Bernie Fowler, the former Calvert County commissioner and Maryland state senator, told his father as a young man that he had no desire to go into politics or to sell whiskey for a living. He did the former, didn’t do the latter. He also didn’t say he ever wanted to go into public relations, but you had to marvel at his ability as a pitchman Sunday when he attracted 250 people in mid-90 degree weather to St. Leonard to pay tribute to a … river. Senator Fowler has championed the restoration of the Patuxent River for at least four decades. Twenty-five years ago, a friend suggested that he wade into the river to see how far he could go before he couldn’t see his feet any longer. The idea evolved from stories the senator told of wading into a clearer Patuxent as a young man and plucking crabs from its sea grasses. His wade-ins became an annual touchstone and spawned similar events elsewhere.
This past Sunday marked the 25th anniversary of the Patuxent Wade-In. It was less homespun than the initial affairs with a big yellow tent, sound system and guitar accompaniment on the site of Jefferson Patterson Park, the state’s jewel of an archeological lab and museum. But the latest version must have felt no less sincere than the earlier ones. Love of faith, country and the river were invoked often. Senator Fowler’s voice cracked while praising the support for his life’s crusade from Betty, his wife of “62 years and 9 months.” Governor Martin O’Malley, U.S. Rep. Steny Hoyer, state Senate President Thomas V. Mike Miller, state Senator Roy Dyson, state Planning Secretary Richard Eberhart Hall and state Environmental Secretary Robert Summers and many other officials took part.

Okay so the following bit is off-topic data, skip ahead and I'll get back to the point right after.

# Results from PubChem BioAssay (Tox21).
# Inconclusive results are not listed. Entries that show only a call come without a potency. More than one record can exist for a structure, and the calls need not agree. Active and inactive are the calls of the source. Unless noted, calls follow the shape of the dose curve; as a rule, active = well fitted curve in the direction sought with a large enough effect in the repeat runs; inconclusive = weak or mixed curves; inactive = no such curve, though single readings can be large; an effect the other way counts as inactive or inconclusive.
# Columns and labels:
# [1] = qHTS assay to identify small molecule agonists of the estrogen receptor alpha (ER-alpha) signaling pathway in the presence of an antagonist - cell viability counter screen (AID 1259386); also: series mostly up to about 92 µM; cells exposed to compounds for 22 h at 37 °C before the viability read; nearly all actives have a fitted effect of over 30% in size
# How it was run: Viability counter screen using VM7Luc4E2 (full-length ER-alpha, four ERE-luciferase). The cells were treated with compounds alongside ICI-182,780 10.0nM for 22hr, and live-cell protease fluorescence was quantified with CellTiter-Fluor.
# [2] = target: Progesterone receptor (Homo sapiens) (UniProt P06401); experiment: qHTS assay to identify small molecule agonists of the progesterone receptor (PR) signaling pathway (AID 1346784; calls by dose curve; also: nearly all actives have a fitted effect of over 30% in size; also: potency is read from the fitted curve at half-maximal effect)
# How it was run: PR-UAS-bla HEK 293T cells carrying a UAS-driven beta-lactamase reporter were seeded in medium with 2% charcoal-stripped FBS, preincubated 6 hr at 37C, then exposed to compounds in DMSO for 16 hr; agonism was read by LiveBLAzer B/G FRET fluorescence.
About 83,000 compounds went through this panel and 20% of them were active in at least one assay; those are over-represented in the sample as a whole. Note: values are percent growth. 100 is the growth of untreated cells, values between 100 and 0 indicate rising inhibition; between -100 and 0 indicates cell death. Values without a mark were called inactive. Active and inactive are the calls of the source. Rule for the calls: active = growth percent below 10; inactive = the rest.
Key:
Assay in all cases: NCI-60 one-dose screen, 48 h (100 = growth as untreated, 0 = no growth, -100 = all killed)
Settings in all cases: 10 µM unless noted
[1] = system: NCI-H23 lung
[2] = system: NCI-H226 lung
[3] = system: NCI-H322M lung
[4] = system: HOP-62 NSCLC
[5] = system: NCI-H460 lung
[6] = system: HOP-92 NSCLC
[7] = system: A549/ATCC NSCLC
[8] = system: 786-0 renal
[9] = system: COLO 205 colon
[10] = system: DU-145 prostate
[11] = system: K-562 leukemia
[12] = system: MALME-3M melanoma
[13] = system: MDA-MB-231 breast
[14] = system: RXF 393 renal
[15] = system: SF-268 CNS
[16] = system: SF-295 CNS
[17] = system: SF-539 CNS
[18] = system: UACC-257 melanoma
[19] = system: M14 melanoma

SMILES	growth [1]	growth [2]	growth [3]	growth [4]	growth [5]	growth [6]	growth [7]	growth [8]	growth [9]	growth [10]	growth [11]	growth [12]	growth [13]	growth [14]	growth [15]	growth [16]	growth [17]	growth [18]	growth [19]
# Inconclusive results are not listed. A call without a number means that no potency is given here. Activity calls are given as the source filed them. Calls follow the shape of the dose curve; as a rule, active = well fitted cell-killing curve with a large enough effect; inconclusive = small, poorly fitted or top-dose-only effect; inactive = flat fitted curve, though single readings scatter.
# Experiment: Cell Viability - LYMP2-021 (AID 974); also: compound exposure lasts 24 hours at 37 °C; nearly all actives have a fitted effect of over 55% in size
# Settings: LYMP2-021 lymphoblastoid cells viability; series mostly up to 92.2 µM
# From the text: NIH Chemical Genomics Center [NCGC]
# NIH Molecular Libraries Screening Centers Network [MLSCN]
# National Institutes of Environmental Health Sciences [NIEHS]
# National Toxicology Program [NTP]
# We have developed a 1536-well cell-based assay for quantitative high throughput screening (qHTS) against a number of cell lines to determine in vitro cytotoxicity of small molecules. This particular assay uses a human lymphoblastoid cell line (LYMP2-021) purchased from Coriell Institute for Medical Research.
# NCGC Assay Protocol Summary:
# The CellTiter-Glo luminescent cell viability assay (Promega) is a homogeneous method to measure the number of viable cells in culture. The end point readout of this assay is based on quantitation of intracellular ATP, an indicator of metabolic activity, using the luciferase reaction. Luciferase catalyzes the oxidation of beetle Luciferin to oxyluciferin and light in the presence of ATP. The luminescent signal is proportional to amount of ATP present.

After about an hour of speeches under the big tent, the audience paraded down a hill to the beach. On Senator Fowler’s cue, the throng began surging into the river. Senator Fowler went several feet in, then walked back out. Congressman Hoyer, the minority whip in the U.S. House of Representatives, measured the waterline on the senator’s overalls with a metal yardstick. The result was 35 inches, better than the 31.25 inches last year and the best result in a decade. Senator Fowler then exhorted everyone to turn and face the river, a few boats bobbing far off in the distance, and to give it a round of applause. Remarkably, giving a standing ovation to a body of water somehow didn’t seem peculiar or contrived in this setting.
The Patuxent itself is a worthy measuring stick. The largest river with a watershed wholly in Maryland, it makes a pretty compelling gauge of the efforts to protect the natural resources that define Maryland. The wade-in is far from scientific –Senator Fowler himself would be the first to acknowledge that. And, in fact, the more scientific assessments of the river’s health haven’t been any more heartening: Due to declines in levels of dissolved oxygen, the Patuxent was one of only two rivers in the Chesapeake Bay watershed (along with the Elizabeth in Virginia) to receive an F-grade in a 2011 examination of the bay watershed by EcoCheck. The Patuxent Wade-In, and its spinoff cousins, have brought attention to the issue in an indelible, translatable way.
Before departing, Senator Fowler reminded the crowd of his eight-word motto for protecting the Patuxent. “Never give up,” he said.
Before anyone was impolite enough to correct him on his count, Senator Fowler finished the rest of his maxim, “Never, never, never give up.”